Berlioz’s program had to do little more than let his listeners know that “Harold in Italy” was seeking the traveler’s cure for a young man’s blues, in Byronic style.

Courtesy of YouTube again, here is a bit of it.

The work was composed at the request of a famous viola virtuoso, and throughout the various movements the viola serves as the voice of the protagonist.

Berlioz moved on from Byron to Shakespeare, composing the choral symphony, Roméo et Juliette (1839), which was performed late in 1939. Here, even more so than in the case of the Byronic poem, the audience could be counted upon to know the story. This was not “program music” in that no written notes were necessary for audience comprehension. Further, there are singers, so there are musical words that might be used to do some explaining.


On the other hand, there are long passages in which the instrumentalists hold our ear alone, and they have their own narrative momentum. And f you are a purist about music, if you really want it to be free of extraneous matter, you might well complain of this too, since there is that obvious external support.

Critics and Admirers

Much of the criticism that Berlioz received at the time, though, was not against his use of a familiar story in this way. It was from critics who thought they understood Shakespeare better than Berlioz did. One complained that his Queen Mab scherzo sounded like “badly lubricated syringes.” Another thought that the love scene in the adagio showed that Berlioz was careless in his reading of Shakespeare.

Berlioz himself wrote happily of that adagio that “three quarters of the musicians in Europe who know it put it above everything else I have written.” In the play at this point, Romeo is hiding in an orchard while Juliet soliloquizes at her window. In the symphony, Berlioz uses a disorienting harmony to correspond to the garden. He is letting us know that we, with Romeo, are on hostile terrain.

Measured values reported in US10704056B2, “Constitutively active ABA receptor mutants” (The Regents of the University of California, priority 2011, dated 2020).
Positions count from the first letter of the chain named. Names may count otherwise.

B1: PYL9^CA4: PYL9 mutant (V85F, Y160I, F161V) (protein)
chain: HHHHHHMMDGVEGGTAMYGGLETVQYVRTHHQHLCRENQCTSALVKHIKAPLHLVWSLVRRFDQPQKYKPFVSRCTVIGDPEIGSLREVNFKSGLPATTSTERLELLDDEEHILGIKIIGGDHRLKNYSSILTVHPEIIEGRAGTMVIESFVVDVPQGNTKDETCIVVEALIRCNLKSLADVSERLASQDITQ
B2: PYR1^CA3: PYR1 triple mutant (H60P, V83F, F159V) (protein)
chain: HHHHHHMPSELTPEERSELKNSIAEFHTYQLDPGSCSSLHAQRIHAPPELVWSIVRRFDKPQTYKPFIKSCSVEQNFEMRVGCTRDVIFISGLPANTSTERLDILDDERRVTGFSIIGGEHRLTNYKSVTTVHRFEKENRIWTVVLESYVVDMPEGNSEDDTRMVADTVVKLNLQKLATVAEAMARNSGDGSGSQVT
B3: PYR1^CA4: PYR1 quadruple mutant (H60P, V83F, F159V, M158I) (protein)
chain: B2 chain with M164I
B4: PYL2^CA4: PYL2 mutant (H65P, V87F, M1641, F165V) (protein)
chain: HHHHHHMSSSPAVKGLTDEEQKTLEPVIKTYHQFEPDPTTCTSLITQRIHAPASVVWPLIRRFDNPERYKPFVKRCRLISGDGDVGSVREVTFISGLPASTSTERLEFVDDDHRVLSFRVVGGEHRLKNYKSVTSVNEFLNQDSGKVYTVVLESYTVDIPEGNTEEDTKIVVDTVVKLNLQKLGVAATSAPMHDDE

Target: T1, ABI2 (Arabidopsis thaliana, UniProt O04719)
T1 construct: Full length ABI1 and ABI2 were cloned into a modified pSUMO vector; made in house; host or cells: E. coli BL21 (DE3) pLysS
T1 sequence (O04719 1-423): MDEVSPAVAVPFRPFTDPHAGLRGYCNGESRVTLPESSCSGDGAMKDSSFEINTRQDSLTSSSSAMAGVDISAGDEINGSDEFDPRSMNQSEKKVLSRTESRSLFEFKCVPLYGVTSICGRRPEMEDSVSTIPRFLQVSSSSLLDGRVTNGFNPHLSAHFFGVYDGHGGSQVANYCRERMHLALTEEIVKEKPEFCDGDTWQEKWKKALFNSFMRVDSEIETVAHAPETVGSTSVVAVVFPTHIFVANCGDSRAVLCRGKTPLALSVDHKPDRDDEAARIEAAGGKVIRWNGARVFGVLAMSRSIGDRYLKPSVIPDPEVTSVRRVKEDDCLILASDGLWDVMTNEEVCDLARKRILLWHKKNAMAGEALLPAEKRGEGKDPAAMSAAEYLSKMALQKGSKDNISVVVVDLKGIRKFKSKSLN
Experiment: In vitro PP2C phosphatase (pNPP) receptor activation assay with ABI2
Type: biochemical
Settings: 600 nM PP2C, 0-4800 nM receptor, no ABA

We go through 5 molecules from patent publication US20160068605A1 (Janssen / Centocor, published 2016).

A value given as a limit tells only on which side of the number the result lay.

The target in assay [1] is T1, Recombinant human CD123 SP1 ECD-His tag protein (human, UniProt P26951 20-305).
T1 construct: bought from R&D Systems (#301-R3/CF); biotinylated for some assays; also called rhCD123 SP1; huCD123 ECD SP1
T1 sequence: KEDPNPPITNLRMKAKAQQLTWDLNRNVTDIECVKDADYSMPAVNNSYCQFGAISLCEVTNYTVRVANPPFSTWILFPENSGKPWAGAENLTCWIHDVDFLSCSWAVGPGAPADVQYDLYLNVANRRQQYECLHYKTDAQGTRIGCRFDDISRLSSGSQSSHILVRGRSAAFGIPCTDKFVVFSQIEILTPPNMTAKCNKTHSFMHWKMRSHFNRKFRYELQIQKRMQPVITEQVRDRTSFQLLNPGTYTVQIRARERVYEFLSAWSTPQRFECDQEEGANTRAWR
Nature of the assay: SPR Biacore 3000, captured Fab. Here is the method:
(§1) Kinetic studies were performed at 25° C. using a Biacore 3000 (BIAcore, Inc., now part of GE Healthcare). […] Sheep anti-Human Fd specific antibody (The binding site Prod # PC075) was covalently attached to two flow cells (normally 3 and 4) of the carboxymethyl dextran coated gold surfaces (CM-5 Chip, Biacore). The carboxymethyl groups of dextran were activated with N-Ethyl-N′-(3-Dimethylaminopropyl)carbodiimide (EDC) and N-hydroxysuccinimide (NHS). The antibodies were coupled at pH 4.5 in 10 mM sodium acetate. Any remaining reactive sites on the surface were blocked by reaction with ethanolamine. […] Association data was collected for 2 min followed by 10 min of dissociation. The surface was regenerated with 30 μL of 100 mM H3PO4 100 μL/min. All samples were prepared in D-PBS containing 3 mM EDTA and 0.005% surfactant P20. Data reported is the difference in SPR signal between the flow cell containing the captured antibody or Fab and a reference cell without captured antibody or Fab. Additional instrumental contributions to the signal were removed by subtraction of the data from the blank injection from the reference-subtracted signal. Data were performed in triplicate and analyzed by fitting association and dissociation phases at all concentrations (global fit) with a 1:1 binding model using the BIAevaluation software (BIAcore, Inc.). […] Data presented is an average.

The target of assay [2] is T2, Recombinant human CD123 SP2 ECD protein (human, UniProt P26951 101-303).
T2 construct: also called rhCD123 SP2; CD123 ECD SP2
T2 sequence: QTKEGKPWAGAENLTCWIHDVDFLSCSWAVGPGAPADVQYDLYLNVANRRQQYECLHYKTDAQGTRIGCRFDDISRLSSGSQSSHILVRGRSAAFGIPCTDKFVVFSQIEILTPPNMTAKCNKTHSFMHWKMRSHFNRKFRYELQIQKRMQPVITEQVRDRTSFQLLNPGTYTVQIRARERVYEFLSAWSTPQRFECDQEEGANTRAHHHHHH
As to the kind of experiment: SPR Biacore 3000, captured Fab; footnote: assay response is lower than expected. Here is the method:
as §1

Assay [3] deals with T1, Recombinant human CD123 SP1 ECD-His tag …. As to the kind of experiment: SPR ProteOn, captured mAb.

Romeo is represented by cellos and horns in this scene, Juliet by a high woodwind. A jolting violin represents the intrusion of the outside world, in the person of Juliet’s nurse.

Here it is.

The climax to this piece has seemed to many observers a lot like the climax of Wagner’s liebestod from Tristan and Isolde.

Yet if we have to choose between Wagner and Berlioz it is pretty clear, I think, on which side we ought to come down. Jacques Barzun tells a wonderful story about a conversation between Wagner and Berlioz. Wagner had developed an elaborate theory about music and its place in the universe. He tried to explain this to Berlioz – there exists an inner capacity of the artist, which receives objective impressions from without and which transforms these according to metaphysical principles and so forth.

Berlioz listened patiently and then replied with a wonderful bit of deflation.  “I understand. We call it digesting.”


But our conclusion is even simpler. High-falutin’ talk of “pure music” is goofy. All music ever composed has extra-musical inspirations, and every generation of musical audiences must be taught a new set of references and significances, by program notes or in some other way. Let us let that be the critical point Hector Berlioz teaches us.

Maybe music critics should take to heart the English language idiom; “Get with the program!”